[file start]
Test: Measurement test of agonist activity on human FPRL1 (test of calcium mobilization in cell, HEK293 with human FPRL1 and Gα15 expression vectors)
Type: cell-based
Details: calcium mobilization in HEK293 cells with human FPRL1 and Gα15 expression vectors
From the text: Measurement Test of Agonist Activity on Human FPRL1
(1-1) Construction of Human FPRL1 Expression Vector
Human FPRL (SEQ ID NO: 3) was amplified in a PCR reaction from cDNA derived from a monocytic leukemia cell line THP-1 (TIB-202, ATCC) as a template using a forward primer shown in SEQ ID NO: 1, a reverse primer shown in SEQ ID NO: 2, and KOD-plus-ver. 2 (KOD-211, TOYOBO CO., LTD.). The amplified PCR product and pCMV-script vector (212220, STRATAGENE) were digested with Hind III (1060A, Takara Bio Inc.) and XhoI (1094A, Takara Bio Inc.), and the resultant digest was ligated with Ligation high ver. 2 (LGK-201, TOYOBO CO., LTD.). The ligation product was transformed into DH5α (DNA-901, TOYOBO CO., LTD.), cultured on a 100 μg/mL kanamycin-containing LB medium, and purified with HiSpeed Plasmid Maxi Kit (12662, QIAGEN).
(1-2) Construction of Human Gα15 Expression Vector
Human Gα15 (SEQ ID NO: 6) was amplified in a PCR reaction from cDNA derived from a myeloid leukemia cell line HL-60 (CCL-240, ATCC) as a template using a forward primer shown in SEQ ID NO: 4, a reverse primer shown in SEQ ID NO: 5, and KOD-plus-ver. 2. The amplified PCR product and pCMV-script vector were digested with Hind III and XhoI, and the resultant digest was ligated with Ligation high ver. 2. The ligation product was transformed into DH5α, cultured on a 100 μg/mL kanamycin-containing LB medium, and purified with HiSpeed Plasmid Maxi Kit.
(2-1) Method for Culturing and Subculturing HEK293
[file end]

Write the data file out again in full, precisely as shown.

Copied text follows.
Test: Measurement test of agonist activity on human FPRL1 (test of calcium mobilization in cell, HEK293 with human FPRL1 and Gα15 expression vectors)
Type: cell-based
Details: calcium mobilization in HEK293 cells with human FPRL1 and Gα15 expression vectors
From the text: Measurement Test of Agonist Activity on Human FPRL1
(1-1) Construction of Human FPRL1 Expression Vector
Human FPRL (SEQ ID NO: 3) was amplified in a PCR reaction from cDNA derived from a monocytic leukemia cell line THP-1 (TIB-202, ATCC) as a template using a forward primer shown in SEQ ID NO: 1, a reverse primer shown in SEQ ID NO: 2, and KOD-plus-ver. 2 (KOD-211, TOYOBO CO., LTD.). The amplified PCR product and pCMV-script vector (212220, STRATAGENE) were digested with Hind III (1060A, Takara Bio Inc.) and XhoI (1094A, Takara Bio Inc.), and the resultant digest was ligated with Ligation high ver. 2 (LGK-201, TOYOBO CO., LTD.). The ligation product was transformed into DH5α (DNA-901, TOYOBO CO., LTD.), cultured on a 100 μg/mL kanamycin-containing LB medium, and purified with HiSpeed Plasmid Maxi Kit (12662, QIAGEN).
(1-2) Construction of Human Gα15 Expression Vector
Human Gα15 (SEQ ID NO: 6) was amplified in a PCR reaction from cDNA derived from a myeloid leukemia cell line HL-60 (CCL-240, ATCC) as a template using a forward primer shown in SEQ ID NO: 4, a reverse primer shown in SEQ ID NO: 5, and KOD-plus-ver. 2. The amplified PCR product and pCMV-script vector were digested with Hind III and XhoI, and the resultant digest was ligated with Ligation high ver. 2. The ligation product was transformed into DH5α, cultured on a 100 μg/mL kanamycin-containing LB medium, and purified with HiSpeed Plasmid Maxi Kit.
(2-1) Method for Culturing and Subculturing HEK293